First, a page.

Anne Lill Kvam on Calming Signals & Angola

🐕: “You’ll be presenting on different things such as agression, barking, scentwork but will talk a lot about calming signals and communication.
What is so important to understand for the everyday dog owners and any canine professionals about calming signals?”
ALK: “The understanding of Calming Signals is crucial for any person wanting to be close to dogs, as this is the dogs’ natural way of communicating. Dogs communicate with each other and with their environment. And like humans, they love it when someone understand their language.
When we understand the meaning of dogs Calming signals, we can easily prevent difficult situations, like biting or other expressions of fear or aggression. Because dogs, like us, give warnings when something is wrong. And like us, the warnings escalate when not heard/read. Every individual has its own threshold for violence, some will nearly never hit anyone, others rather easily turn to punitive behaviour.
People who have learnt to read and use the Calming signals, have reported back that they  feel a whole new world of their dog is opening up for them. And that the bonding between them get stronger; and this is possible, as the dogs and we are evolutionary developed to fit together. Our nervous systems are tuned into each other, so that both dogs and humans, by eye gazing dog-owner, will increase our oxytocin levels. Oxytocin = a hormon which strengthens the bonding between mother and child and between lovers when looking into each others eyes. So also between dog and owner.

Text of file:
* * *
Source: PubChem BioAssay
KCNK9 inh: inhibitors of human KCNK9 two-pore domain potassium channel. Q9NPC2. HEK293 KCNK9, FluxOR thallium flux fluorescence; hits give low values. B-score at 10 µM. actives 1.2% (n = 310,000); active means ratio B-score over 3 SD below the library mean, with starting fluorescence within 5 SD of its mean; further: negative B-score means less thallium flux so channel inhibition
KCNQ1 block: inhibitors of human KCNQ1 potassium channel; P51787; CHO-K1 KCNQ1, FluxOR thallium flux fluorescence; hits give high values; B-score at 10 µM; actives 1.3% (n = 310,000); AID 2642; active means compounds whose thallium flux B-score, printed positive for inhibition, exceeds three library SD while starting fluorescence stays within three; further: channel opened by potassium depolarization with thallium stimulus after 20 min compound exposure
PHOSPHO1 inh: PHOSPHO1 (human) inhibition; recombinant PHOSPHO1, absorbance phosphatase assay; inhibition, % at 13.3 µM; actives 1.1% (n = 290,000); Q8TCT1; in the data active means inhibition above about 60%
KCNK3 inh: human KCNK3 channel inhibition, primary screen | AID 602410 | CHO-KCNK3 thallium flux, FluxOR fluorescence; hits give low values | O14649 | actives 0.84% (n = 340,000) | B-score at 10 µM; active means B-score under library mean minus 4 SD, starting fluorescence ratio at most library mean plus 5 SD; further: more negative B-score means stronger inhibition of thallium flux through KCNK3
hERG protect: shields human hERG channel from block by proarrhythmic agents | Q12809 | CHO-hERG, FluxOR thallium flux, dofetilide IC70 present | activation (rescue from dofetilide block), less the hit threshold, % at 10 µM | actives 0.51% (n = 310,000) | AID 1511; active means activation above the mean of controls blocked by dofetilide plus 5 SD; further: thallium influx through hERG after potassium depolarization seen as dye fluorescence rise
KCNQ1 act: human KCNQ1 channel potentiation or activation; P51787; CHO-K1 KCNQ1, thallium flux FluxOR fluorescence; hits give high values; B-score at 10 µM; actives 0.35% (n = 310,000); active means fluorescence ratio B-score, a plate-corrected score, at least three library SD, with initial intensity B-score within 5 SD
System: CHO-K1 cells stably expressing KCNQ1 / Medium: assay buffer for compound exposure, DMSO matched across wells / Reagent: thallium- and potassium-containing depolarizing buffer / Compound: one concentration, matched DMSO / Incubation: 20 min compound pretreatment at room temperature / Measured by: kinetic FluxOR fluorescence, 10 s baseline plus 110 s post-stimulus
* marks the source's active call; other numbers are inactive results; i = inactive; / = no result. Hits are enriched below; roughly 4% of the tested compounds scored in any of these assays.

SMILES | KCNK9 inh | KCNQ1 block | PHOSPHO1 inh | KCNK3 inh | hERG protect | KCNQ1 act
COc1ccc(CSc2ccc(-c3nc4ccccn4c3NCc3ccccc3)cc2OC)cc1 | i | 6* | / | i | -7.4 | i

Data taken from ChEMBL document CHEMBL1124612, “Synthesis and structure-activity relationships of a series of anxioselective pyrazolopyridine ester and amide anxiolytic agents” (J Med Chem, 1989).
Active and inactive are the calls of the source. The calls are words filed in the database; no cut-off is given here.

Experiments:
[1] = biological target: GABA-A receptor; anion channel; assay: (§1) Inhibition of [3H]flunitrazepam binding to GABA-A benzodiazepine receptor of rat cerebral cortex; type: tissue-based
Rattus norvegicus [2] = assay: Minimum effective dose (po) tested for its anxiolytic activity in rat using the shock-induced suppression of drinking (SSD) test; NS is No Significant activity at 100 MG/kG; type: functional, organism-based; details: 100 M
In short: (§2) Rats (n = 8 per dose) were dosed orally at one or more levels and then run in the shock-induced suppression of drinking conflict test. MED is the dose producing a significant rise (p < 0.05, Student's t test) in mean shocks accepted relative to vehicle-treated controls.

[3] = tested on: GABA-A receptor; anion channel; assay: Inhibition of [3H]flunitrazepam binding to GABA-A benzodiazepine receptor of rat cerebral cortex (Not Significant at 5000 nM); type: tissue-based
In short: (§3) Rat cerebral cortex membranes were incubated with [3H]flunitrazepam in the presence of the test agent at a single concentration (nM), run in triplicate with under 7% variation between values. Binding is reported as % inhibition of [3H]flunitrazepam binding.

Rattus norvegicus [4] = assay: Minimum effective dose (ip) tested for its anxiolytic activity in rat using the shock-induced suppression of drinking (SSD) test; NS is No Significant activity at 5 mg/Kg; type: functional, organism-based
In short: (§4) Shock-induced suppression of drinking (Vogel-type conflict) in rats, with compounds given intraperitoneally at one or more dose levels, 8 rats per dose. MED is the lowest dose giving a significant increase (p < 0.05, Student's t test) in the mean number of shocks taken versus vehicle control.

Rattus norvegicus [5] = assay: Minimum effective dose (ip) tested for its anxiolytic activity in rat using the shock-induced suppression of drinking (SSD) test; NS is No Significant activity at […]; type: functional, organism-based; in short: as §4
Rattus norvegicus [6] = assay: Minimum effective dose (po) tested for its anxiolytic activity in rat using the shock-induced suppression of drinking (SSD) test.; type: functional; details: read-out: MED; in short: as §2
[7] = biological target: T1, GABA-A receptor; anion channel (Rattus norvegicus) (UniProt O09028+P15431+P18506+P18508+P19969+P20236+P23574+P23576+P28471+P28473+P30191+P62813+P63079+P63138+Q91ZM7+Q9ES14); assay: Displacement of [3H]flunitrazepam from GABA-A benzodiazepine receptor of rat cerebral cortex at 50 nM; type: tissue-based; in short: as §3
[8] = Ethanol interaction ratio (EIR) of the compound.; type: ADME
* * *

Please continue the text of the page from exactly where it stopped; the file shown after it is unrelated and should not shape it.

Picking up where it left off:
If you want better performance from your dog, you need to know the best way of “talking” with him. If you want a better relationship, you create this by speaking the same language.
🐕: “Your work with dogs has taken you far and wide across the globe; especially a stint in Angola, training dogs and handlers in mine detection. Thinking back how has that time in Angola influenced you?”
ALK: “OH, My time in Angola was precious. I was there for 2,5 years. Those days the war was still not over, and we were there to clear land mines with dogs.
First of all, I had a wonderful opportunity to test and verify the training methods and philosophy I learned at IDTE with Turid Rugaas, and in the Search and Rescue team I was part of home in Norway.
I learnt a lot about dealing with humans, and how to approach an unknown culture. Of course, I did some stupid mistakes in the beginning, but learned and improved, and as I educated the men to become dog handlers, they educated me as well, to become a better team leader, being a guest in a foreign culture, and to speak their language.
And, I learned to trust my knowledge, and stay on even in difficult situations.
Sometimes people ask me for advice, and I recommend anyone who are touching this kind of thoughts to go out there. The chance to give and to learn in mutual benefit like this, is something that is part of me for my life. And I believe that every person will enjoy and grow personally, from doing something like this, maybe not with dogs, but with any organisation doing humanitarian work somewhere in the world. It should be mandatory for any education.”
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